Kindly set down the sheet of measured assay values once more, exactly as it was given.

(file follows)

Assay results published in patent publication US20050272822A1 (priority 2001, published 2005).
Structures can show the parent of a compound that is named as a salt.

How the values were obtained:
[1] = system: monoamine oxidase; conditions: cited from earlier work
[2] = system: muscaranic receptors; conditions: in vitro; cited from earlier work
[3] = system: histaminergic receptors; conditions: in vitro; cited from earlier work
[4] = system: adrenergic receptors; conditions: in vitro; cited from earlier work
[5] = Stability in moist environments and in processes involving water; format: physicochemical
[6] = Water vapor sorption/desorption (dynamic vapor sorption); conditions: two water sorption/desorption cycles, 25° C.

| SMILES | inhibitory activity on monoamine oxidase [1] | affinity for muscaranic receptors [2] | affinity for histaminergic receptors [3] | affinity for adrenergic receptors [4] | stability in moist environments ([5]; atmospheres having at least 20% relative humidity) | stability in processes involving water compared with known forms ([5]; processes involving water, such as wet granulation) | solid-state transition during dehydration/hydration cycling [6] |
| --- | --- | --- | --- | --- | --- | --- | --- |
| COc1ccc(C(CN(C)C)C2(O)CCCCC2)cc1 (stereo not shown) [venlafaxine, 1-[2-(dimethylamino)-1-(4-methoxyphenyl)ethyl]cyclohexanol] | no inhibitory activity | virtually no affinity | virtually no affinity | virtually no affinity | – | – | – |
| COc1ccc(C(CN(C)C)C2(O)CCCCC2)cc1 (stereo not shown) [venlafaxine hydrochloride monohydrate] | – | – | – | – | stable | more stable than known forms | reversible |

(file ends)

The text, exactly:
Assay results published in patent publication US20050272822A1 (priority 2001, published 2005).
Structures can show the parent of a compound that is named as a salt.

How the values were obtained:
[1] = system: monoamine oxidase; conditions: cited from earlier work
[2] = system: muscaranic receptors; conditions: in vitro; cited from earlier work
[3] = system: histaminergic receptors; conditions: in vitro; cited from earlier work
[4] = system: adrenergic receptors; conditions: in vitro; cited from earlier work
[5] = Stability in moist environments and in processes involving water; format: physicochemical
[6] = Water vapor sorption/desorption (dynamic vapor sorption); conditions: two water sorption/desorption cycles, 25° C.

| SMILES | inhibitory activity on monoamine oxidase [1] | affinity for muscaranic receptors [2] | affinity for histaminergic receptors [3] | affinity for adrenergic receptors [4] | stability in moist environments ([5]; atmospheres having at least 20% relative humidity) | stability in processes involving water compared with known forms ([5]; processes involving water, such as wet granulation) | solid-state transition during dehydration/hydration cycling [6] |
| --- | --- | --- | --- | --- | --- | --- | --- |
| COc1ccc(C(CN(C)C)C2(O)CCCCC2)cc1 (stereo not shown) [venlafaxine, 1-[2-(dimethylamino)-1-(4-methoxyphenyl)ethyl]cyclohexanol] | no inhibitory activity | virtually no affinity | virtually no affinity | virtually no affinity | – | – | – |
| COc1ccc(C(CN(C)C)C2(O)CCCCC2)cc1 (stereo not shown) [venlafaxine hydrochloride monohydrate] | – | – | – | – | stable | more stable than known forms | reversible |